When the world gets closer.

We help you see farther.

Sign up to our expressly international daily newsletter.

Already a subscriber? Log in .

You've reached your limit of one free article.

Get unlimited access to Worldcrunch

You can cancel anytime .


Exclusive International news coverage

Ad-free experience NEW

Weekly digital Magazine NEW

9 daily & weekly Newsletters

Access to Worldcrunch archives

Free trial

30-days free access, then $2.90
per month.

Annual Access BEST VALUE

$19.90 per year, save $14.90 compared to monthly billing.save $14.90.

Subscribe to Worldcrunch

Colombian Gen Z Wins Battle For The Right To Have Blue Hair At Graduation

A determined student's victory for freedom of hair in conservative Colombia.

Colombian Gen Z Wins Battle For The Right To Have Blue Hair At Graduation

Expressing herself

Alidad Vassigh

BUCARAMANGA — It may not be remembered alongside same-sex marriage or racial justice, but count it as another small (and shiny) victory in the battle for civil rights: an 18-year-old Colombian student whose hair is dyed a neon shade of blue has secured the right to participate in her high school graduation, despite the school's attempt to ban her from the ceremony because of the color of her hair.

Leidy Cacua, an aspiring model in the northeastern town of Bucaramanga, launched a public battle for her right to graduate with her classmates after the school said her hair violated its social and communal norms, the Bogota-based daily El Espectador reported.

Cacua took the matter to social media last week, as well as filing complaints with the ombudsman's office and regional Education Ministry. The school, she wrote online, had initially given her the choice: graduate in absentia, or "paint my hair or put on a wig."

Learning about the law

In her legal complaint, Cacua argued that the school was violating her constitutional right to freedom of expression and was blocking the development of her own personality. In the face of both the legal and media pressure, she said the school's headmaster called to tell her — in an angry tone — that she could indeed graduate with her fellow students.

Speaking last week with Colombian broadcaster Blu Radio, Cacua said this wasn't the first time the school targeted her hair: "Two years ago, they made me cut my hair. I had it with Californian wicks, in a chocolate tone, nothing weird." She says if she hadn't cut it, the school was threatening her with expulsion.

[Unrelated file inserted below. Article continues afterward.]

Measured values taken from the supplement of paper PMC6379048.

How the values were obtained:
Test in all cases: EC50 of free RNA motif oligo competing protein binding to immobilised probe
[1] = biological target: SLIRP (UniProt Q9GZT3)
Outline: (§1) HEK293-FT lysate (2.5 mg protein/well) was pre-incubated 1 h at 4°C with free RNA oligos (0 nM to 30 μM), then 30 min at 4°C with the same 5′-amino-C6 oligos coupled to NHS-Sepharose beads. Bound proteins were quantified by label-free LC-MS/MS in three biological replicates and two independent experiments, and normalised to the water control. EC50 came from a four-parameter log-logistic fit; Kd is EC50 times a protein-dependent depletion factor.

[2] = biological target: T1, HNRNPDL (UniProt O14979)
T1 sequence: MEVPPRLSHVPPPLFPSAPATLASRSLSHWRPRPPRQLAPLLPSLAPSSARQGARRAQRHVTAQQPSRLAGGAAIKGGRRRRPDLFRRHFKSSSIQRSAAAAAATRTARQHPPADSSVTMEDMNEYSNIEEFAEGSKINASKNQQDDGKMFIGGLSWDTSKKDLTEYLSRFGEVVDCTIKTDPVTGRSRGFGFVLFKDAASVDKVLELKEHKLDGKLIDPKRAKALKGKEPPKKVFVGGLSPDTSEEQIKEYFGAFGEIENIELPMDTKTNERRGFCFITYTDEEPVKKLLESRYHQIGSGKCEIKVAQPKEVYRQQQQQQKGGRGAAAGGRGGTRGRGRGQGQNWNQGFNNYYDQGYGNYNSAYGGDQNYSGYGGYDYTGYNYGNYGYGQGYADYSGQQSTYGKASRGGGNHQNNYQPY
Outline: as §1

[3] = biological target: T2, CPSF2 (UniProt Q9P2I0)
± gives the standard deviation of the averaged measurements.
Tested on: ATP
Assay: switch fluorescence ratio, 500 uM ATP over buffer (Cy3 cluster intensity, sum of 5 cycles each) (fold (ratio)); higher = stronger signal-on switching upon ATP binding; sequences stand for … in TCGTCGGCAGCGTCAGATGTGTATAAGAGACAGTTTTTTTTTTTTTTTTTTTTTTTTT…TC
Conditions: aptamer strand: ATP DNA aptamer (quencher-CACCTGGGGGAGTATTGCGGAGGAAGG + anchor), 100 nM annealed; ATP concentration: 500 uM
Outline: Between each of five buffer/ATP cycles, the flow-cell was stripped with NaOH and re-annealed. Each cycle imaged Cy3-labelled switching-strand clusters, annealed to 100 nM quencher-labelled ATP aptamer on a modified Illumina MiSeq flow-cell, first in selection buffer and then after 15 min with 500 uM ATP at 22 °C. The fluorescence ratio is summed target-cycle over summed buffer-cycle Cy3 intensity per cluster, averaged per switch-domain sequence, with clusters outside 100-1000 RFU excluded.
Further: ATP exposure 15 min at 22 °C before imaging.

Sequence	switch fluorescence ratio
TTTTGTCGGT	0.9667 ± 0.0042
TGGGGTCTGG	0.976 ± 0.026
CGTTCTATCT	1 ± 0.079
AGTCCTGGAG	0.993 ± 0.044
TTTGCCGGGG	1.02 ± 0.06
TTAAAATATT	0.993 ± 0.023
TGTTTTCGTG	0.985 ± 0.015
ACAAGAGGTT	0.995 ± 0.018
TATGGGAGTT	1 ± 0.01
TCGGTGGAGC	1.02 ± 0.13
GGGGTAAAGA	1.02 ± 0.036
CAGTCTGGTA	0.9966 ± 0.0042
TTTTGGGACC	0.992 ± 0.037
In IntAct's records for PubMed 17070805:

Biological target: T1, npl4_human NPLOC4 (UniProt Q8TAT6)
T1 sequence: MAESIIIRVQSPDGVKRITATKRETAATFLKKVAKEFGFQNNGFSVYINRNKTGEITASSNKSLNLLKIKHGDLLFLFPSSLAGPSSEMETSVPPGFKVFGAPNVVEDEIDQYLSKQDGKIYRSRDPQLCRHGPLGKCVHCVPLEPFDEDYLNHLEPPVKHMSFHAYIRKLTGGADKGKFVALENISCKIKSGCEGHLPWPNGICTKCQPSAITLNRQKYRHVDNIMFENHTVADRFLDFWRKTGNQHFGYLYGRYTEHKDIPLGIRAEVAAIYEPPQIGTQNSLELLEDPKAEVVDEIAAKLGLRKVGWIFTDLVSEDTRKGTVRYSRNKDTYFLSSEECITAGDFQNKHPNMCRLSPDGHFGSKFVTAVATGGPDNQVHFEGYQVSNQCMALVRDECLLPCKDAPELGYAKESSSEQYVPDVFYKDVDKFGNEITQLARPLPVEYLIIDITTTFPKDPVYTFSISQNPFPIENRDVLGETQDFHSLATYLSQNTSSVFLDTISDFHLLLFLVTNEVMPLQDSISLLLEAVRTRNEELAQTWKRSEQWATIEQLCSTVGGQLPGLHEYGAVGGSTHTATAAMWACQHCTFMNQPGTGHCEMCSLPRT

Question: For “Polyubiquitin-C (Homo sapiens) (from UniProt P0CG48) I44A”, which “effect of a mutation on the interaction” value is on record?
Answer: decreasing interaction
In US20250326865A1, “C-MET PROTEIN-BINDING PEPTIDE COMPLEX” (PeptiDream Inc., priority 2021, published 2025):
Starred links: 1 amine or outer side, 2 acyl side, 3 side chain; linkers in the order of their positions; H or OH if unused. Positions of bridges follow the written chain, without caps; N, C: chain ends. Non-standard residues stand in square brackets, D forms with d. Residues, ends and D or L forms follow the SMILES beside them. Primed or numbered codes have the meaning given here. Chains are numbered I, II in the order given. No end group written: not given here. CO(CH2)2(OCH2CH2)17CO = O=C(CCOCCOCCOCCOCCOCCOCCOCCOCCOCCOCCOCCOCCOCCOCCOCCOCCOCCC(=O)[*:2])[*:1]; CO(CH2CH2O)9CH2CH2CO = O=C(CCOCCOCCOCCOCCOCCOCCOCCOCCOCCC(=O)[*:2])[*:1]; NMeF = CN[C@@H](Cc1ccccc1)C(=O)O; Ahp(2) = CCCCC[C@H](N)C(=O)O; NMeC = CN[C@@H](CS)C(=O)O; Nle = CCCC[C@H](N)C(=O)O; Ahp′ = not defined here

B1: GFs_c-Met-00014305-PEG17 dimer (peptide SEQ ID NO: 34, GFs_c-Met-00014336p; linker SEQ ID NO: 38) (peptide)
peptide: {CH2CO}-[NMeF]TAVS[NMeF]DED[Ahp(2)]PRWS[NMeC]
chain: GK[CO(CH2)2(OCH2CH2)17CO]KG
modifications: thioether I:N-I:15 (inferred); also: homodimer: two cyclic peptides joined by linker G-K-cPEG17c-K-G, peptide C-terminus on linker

The 18-year-old said her battle was not an act of rebellion, but simply a desire to defend her rights. Cacua says she hopes other young people will follow suit. "Two years ago I knew nothing about laws," she said. "I didn't know I had rights."

Feeling blue


Rigid school norms

Cacua told another Colombian daily El Tiempo "Hair color doesn't represent an institution. I feel (they) are violating my right to freedom of personality. I fulfill all the requirements to graduate."

As the case went viral on social media, others noted that Colombia stands out for having rigid school norms in which students aren't allowed to polish their nails, use accessories or defy gendered uniforms that force girls to use skirts and boys trousers.

Even though the school gave in after the Education Ministry intervened, Cacua says she is continuing a legal action against it to force a change in its norms manual.

Known in fashion as Etérea, the teenager did actually wind up changing her hair color in time for graduation — adding a patch of green in the front to go with the blue.

You've reached your limit of free articles.

To read the full story, start your free trial today.

Get unlimited access. Cancel anytime.

Exclusive coverage from the world's top sources, in English for the first time.

Insights from the widest range of perspectives, languages and countries.

FOCUS: Russia-Ukraine War

War History Shows Why Russia Is Doomed In Southern Ukraine: Supply Lines

Many factors may soon align and force Russia to withdraw troops from Southern Ukraine, independent Russian publication Important Stories argues in an in-depth report on the situation on the ground.

Photograph of Russian soldiers taking part in a military exercise t a training ground of the Russian Central Military District

September 15, 2023: Russian assault units take part in a military exercise

Vazhnye Istorii


A century and a half ago, during the American Civil War of 1861–1865, the foundations of modern warfare were laid out, marking the transition to large-scale, industrial-era armies.

Stay up-to-date with the latest on the Russia-Ukraine war, with our exclusive international coverage.

Sign up to our free daily newsletter.

Innovations like the telegraph played a pivotal role, enabling coordinated operations across vast distances and swift responses to changing battle scenarios. The advent of breech-loading firearms and rifled artillery disrupted traditional infantry formations, driving soldiers into trenches for protection.

Meanwhile, the introduction of all-metal warships and the first use of submarines in combat hinted at the future of naval warfare. Balloons were employed for battlefield observation and reconnaissance, foreshadowing the era of aerial warfare.

Over the next five decades, automatic weapons, tanks, and aircraft further transformed the landscape of warfare. However, the most revolutionary and foundational innovation was the utilization of railways for the transportation and supply of troops. In 1862, the US Military Railroad Agency pioneered this concept, marking a historic milestone in military history.

Keep reading...Show less

The latest